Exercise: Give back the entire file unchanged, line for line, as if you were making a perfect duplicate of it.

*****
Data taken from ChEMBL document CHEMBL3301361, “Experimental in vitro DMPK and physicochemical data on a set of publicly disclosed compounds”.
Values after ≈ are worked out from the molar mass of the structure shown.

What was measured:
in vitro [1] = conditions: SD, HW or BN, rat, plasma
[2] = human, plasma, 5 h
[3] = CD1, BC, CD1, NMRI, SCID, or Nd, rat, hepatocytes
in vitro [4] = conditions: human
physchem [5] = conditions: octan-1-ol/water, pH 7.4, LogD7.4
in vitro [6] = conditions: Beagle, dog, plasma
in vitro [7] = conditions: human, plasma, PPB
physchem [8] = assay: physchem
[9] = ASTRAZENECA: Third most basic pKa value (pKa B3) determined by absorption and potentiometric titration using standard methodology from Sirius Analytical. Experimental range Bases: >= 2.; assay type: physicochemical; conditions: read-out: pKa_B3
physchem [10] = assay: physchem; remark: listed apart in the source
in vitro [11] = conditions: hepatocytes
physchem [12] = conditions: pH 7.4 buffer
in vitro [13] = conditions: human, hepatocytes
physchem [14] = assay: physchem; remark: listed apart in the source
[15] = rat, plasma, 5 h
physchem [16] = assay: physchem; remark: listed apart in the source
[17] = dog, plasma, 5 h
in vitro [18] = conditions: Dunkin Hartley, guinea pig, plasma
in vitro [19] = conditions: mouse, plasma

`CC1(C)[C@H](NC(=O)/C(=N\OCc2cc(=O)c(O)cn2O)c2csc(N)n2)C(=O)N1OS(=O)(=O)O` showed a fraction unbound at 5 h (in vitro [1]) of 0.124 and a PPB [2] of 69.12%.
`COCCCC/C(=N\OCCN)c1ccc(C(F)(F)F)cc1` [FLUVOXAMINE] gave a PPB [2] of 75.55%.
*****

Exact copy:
Data taken from ChEMBL document CHEMBL3301361, “Experimental in vitro DMPK and physicochemical data on a set of publicly disclosed compounds”.
Values after ≈ are worked out from the molar mass of the structure shown.

What was measured:
in vitro [1] = conditions: SD, HW or BN, rat, plasma
[2] = human, plasma, 5 h
[3] = CD1, BC, CD1, NMRI, SCID, or Nd, rat, hepatocytes
in vitro [4] = conditions: human
physchem [5] = conditions: octan-1-ol/water, pH 7.4, LogD7.4
in vitro [6] = conditions: Beagle, dog, plasma
in vitro [7] = conditions: human, plasma, PPB
physchem [8] = assay: physchem
[9] = ASTRAZENECA: Third most basic pKa value (pKa B3) determined by absorption and potentiometric titration using standard methodology from Sirius Analytical. Experimental range Bases: >= 2.; assay type: physicochemical; conditions: read-out: pKa_B3
physchem [10] = assay: physchem; remark: listed apart in the source
in vitro [11] = conditions: hepatocytes
physchem [12] = conditions: pH 7.4 buffer
in vitro [13] = conditions: human, hepatocytes
physchem [14] = assay: physchem; remark: listed apart in the source
[15] = rat, plasma, 5 h
physchem [16] = assay: physchem; remark: listed apart in the source
[17] = dog, plasma, 5 h
in vitro [18] = conditions: Dunkin Hartley, guinea pig, plasma
in vitro [19] = conditions: mouse, plasma

`CC1(C)[C@H](NC(=O)/C(=N\OCc2cc(=O)c(O)cn2O)c2csc(N)n2)C(=O)N1OS(=O)(=O)O` showed a fraction unbound at 5 h (in vitro [1]) of 0.124 and a PPB [2] of 69.12%.
`COCCCC/C(=N\OCCN)c1ccc(C(F)(F)F)cc1` [FLUVOXAMINE] gave a PPB [2] of 75.55%.